Scientists working on NASA's six-wheeled rover on Mars have a problem. But it's a good problem.
They have some exciting new results from one of the rover's instruments. On the one hand, they'd like to tell everybody what they found, but on the other, they have to wait because they want to make sure their results are not just some fluke or error in their instrument.
Today scientists working on the Mars Curiosity Rover mission made an important announcement: The rover used its lasers to "sniff" for methane. As NASA explains, methane is a "precursor chemical" for life, because creatures like us produce methane.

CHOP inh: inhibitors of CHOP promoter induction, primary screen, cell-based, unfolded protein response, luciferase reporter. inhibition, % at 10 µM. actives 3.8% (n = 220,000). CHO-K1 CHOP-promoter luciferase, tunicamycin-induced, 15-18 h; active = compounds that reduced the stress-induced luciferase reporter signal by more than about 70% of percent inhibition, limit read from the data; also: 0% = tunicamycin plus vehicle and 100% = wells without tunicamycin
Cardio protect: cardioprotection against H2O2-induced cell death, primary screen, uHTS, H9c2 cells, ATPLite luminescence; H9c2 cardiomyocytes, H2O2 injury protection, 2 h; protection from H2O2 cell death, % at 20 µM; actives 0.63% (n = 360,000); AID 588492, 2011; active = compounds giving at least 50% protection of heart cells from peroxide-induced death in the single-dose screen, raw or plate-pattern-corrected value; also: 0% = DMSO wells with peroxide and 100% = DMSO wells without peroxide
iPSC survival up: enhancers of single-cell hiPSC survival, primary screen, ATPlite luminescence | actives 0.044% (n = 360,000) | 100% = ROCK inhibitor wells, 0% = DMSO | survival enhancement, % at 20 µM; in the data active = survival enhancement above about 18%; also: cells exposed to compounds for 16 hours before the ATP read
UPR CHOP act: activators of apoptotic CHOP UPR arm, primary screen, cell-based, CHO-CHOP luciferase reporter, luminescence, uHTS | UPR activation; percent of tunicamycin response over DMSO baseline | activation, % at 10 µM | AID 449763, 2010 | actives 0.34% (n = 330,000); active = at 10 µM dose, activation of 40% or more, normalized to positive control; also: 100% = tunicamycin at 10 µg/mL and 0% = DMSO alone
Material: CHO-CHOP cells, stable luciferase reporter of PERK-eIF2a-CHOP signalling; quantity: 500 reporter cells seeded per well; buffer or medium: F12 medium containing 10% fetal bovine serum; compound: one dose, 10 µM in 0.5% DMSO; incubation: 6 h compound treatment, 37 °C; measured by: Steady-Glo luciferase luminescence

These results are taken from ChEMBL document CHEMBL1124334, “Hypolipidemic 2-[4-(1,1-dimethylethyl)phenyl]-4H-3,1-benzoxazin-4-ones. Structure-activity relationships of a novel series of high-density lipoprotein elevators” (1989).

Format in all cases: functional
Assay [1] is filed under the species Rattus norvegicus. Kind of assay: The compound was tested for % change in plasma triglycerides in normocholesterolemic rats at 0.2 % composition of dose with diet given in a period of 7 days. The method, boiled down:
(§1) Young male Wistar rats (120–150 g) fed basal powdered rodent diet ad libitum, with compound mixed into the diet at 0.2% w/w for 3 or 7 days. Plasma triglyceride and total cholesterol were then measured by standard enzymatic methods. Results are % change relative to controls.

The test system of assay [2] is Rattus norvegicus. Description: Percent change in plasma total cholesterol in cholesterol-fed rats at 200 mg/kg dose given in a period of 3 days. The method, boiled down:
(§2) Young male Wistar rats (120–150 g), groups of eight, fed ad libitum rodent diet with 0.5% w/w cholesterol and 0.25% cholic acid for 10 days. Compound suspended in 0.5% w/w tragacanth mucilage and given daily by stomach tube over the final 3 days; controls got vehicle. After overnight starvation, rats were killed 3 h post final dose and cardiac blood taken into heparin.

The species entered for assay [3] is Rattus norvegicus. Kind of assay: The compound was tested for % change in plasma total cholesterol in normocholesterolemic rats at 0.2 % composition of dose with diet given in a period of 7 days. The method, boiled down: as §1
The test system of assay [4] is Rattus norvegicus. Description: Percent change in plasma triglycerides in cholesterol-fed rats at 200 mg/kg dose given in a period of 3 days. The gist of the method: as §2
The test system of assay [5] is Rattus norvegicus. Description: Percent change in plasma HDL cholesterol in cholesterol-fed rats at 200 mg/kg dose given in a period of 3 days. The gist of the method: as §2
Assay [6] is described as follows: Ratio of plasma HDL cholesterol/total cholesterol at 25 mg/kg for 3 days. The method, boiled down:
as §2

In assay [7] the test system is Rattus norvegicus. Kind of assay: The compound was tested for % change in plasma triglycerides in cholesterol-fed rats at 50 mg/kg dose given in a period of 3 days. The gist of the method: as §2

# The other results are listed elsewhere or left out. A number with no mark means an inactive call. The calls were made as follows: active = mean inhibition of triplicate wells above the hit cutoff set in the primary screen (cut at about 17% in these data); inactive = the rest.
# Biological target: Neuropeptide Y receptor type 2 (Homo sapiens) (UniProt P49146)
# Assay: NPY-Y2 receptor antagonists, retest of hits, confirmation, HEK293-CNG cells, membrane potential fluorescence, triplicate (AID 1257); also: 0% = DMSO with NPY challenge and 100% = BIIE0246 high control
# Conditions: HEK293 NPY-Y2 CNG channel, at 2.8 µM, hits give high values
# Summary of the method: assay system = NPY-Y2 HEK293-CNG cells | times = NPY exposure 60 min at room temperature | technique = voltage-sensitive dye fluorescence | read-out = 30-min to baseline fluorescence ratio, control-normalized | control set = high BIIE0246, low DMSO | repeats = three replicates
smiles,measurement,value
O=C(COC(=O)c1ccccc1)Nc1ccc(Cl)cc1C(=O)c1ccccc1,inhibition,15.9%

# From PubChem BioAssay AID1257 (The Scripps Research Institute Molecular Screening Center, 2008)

The Rover came up empty, or rather the most sensitive measurements ever taken in the planet's atmosphere reveal "little to no methane."